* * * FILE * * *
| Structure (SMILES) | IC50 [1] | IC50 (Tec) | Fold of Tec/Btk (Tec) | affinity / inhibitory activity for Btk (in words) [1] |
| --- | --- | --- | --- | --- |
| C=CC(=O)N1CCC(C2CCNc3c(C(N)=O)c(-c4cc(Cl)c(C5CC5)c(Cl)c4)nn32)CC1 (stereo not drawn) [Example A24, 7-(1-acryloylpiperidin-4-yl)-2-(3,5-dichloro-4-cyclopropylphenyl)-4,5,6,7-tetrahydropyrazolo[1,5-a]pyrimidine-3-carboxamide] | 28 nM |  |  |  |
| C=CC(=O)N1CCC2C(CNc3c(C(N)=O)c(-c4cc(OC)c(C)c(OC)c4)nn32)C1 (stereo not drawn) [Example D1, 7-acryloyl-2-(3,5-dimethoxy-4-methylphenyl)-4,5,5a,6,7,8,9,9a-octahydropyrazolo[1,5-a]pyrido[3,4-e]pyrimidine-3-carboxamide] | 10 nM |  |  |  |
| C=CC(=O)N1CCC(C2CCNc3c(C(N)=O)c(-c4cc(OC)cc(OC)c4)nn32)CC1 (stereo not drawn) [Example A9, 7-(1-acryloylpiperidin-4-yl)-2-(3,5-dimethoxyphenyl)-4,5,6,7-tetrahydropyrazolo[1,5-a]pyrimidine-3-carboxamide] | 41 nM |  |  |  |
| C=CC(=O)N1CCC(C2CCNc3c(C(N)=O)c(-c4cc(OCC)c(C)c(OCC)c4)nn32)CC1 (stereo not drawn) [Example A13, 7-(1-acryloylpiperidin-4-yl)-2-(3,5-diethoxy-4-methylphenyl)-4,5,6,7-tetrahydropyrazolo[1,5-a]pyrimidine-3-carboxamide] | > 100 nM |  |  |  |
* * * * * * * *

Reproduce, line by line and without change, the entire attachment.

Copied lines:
| Structure (SMILES) | IC50 [1] | IC50 (Tec) | Fold of Tec/Btk (Tec) | affinity / inhibitory activity for Btk (in words) [1] |
| --- | --- | --- | --- | --- |
| C=CC(=O)N1CCC(C2CCNc3c(C(N)=O)c(-c4cc(Cl)c(C5CC5)c(Cl)c4)nn32)CC1 (stereo not drawn) [Example A24, 7-(1-acryloylpiperidin-4-yl)-2-(3,5-dichloro-4-cyclopropylphenyl)-4,5,6,7-tetrahydropyrazolo[1,5-a]pyrimidine-3-carboxamide] | 28 nM |  |  |  |
| C=CC(=O)N1CCC2C(CNc3c(C(N)=O)c(-c4cc(OC)c(C)c(OC)c4)nn32)C1 (stereo not drawn) [Example D1, 7-acryloyl-2-(3,5-dimethoxy-4-methylphenyl)-4,5,5a,6,7,8,9,9a-octahydropyrazolo[1,5-a]pyrido[3,4-e]pyrimidine-3-carboxamide] | 10 nM |  |  |  |
| C=CC(=O)N1CCC(C2CCNc3c(C(N)=O)c(-c4cc(OC)cc(OC)c4)nn32)CC1 (stereo not drawn) [Example A9, 7-(1-acryloylpiperidin-4-yl)-2-(3,5-dimethoxyphenyl)-4,5,6,7-tetrahydropyrazolo[1,5-a]pyrimidine-3-carboxamide] | 41 nM |  |  |  |
| C=CC(=O)N1CCC(C2CCNc3c(C(N)=O)c(-c4cc(OCC)c(C)c(OCC)c4)nn32)CC1 (stereo not drawn) [Example A13, 7-(1-acryloylpiperidin-4-yl)-2-(3,5-diethoxy-4-methylphenyl)-4,5,6,7-tetrahydropyrazolo[1,5-a]pyrimidine-3-carboxamide] | > 100 nM |  |  |  |